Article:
Post by nerdybrewer » Mon May 18, 2015 12:30 pm

Forgot to mention I also added 1 quart of spent yeast from the previous batch to each fermenter.
Cranky's spoonfeeding:
http://homedistiller.org/forum/viewtopic.php?t=52975

Time and Oak will sort it out.

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Re: HOW TO SHORTEN OUR FERMENTATION TIME??

Post by Danespirit » Mon May 18, 2015 1:33 pm

+ 1 on airiating Yakattak
+1 On too much B vitamin DAD
Heat is another factor.
Too cold and it ferments slow, too hot and the ferment will be fast, but the yeast stressed.

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Re: HOW TO SHORTEN OUR FERMENTATION TIME??

Post by scuba stiller » Mon May 18, 2015 2:54 pm

BentJar wrote: I have never used anything like vitimins or such in my process because the grain provides what the yeast need to be happy IMO.
A lot of members here advocate giving yeast a little more respect. Please take a look at http://homedistiller.org/forum/viewtopi ... 3#p7297727. Jimbo and others go after nutrient deficiencies in AG ferments and a few other thoughts.

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Re: HOW TO SHORTEN OUR FERMENTATION TIME??

Post by moosemilk » Mon May 18, 2015 3:27 pm

I been adding a bit of inositol (vitamin b) and it really helps my ferments.

Just thinking about your varying times if it's same protocol. How do yeast react to light? If you are using light bulbs to heat, could the amount of light when you adjust temperatures be also a cause of varying times? Just throwing it out there as I'm just getting into reading up on yeast...seems they like it a little darker from what I read so far...anybody confirm or otherwise?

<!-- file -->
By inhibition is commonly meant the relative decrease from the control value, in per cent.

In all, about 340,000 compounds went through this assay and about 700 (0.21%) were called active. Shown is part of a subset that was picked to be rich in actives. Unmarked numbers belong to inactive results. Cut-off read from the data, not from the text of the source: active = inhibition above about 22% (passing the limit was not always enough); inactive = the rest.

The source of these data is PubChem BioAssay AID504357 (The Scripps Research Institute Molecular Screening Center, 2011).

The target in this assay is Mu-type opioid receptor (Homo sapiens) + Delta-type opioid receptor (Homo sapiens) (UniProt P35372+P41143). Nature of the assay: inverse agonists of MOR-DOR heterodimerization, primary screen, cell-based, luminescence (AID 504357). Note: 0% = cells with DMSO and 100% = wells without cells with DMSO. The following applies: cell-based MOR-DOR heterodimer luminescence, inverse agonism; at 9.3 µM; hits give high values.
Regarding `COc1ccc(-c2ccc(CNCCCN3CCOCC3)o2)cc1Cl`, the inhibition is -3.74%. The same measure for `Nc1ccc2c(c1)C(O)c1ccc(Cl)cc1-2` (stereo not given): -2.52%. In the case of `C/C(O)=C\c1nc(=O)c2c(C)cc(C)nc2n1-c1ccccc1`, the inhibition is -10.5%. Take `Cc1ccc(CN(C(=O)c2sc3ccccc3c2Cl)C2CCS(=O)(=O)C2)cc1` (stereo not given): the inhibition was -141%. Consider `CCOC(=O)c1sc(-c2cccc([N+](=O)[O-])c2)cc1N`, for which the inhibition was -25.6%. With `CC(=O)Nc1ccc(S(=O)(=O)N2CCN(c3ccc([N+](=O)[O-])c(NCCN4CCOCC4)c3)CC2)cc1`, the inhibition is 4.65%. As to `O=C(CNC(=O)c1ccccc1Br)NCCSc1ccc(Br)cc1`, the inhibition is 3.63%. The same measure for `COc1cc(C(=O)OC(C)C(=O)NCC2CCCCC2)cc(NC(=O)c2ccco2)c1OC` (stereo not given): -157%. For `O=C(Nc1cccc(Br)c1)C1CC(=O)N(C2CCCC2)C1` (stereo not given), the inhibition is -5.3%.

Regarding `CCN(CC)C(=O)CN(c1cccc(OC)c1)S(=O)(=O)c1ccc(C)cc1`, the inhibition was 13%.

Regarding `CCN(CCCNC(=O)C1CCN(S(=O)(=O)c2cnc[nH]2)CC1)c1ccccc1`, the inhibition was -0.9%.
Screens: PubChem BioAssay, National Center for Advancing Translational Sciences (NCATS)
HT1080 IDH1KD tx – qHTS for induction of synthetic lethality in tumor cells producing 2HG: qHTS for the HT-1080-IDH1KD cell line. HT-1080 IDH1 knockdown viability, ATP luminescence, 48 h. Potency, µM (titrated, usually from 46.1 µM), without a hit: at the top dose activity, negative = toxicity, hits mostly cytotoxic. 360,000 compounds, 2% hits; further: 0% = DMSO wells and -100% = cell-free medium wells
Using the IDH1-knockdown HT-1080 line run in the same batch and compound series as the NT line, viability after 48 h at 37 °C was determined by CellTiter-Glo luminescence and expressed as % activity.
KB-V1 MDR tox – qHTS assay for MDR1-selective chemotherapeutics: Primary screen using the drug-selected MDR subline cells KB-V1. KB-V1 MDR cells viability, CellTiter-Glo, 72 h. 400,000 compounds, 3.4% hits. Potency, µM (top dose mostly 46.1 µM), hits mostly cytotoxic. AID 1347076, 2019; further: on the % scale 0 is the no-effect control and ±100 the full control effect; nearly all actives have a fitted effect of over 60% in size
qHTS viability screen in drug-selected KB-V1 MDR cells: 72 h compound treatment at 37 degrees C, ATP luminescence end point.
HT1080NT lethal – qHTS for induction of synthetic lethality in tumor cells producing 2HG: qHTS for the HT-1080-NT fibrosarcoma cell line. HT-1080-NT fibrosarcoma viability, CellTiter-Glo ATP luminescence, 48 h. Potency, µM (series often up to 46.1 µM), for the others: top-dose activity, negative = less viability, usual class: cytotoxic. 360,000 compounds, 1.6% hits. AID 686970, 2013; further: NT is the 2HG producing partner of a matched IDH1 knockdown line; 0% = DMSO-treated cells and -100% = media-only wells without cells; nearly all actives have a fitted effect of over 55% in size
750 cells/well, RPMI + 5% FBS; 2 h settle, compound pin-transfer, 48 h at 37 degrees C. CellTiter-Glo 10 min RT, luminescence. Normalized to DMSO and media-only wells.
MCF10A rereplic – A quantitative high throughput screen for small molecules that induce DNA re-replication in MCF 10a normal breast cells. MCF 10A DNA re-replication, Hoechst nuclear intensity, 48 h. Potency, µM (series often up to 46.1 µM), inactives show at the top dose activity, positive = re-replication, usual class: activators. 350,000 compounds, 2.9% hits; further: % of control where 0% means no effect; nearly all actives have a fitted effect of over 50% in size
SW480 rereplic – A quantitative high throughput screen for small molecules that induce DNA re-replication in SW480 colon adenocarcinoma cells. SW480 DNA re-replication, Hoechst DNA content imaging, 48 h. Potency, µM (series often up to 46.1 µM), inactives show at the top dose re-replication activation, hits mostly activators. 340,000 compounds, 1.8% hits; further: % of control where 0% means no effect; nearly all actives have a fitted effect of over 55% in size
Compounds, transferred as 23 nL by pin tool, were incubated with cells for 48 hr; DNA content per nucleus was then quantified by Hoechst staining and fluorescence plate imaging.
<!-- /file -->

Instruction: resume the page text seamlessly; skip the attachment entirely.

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Re: HOW TO SHORTEN OUR FERMENTATION TIME??

Post by MitchyBourbon » Mon May 18, 2015 6:38 pm

BentJar wrote,
I pitch at 80 degree or lower, Red Star bakers yeast, 2 pkgs per ferment, sprinkled on top and allowed to fall on its own or swirled in before sealing up and installing the bubbler. 
You should always rehydrate yeast with just plain warm water. Dry yeast are like sponges, until they have been rehydrated their cell walls are incapable of preventing contaminants from entering the cell. If contaminants like sugar and wort are absorbed by yeast cells it will kill them. By sprinkling your yeast directly onto the surface of your wash you may be killing as much as half of your yeast.
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Re: HOW TO SHORTEN OUR FERMENTATION TIME??

Post by cranky » Mon May 18, 2015 7:01 pm

OK this subject raises some questions in my mind, Why does it matter? Why is everybody more concerned with doing things faster instead of better? Who cares how long it takes as long as when it is done it is the best it could possibly be?

In the interest of full disclosure I don't yet make all grain and for the most part do fruit. My background is wine making and I often find that wine develops and improves over months before it is ready for bottling or distilling which improves the final product. At 2-3 months there is usually some sort of change where the alcohol is different and magical. Proper racking and getting it off the trub is also essential with wine so why not all grain?

I feel perfection takes time, give whatever your fermenting the time it needs to be the best it can be and stop trying to make everything faster, concentrate on making it better.

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Re: HOW TO SHORTEN OUR FERMENTATION TIME??

Post by woodshed » Mon May 18, 2015 7:03 pm

TIGHT protocol. If your ferments are varying so is your protocol.
Pretty simple. To reproduce the exact same format it must be approached in the exact same way.
Really analyze what you are doing and see how you can get more control.

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Re: HOW TO SHORTEN OUR FERMENTATION TIME??

Post by MitchyBourbon » Mon May 18, 2015 7:05 pm

Maybe pitching healthy yeast isn't just faster, it's faster and better.
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Re: HOW TO SHORTEN OUR FERMENTATION TIME??

Post by cranky » Mon May 18, 2015 7:09 pm

moosemilk wrote:I been adding a bit of inositol (vitamin b) and it really helps my ferments.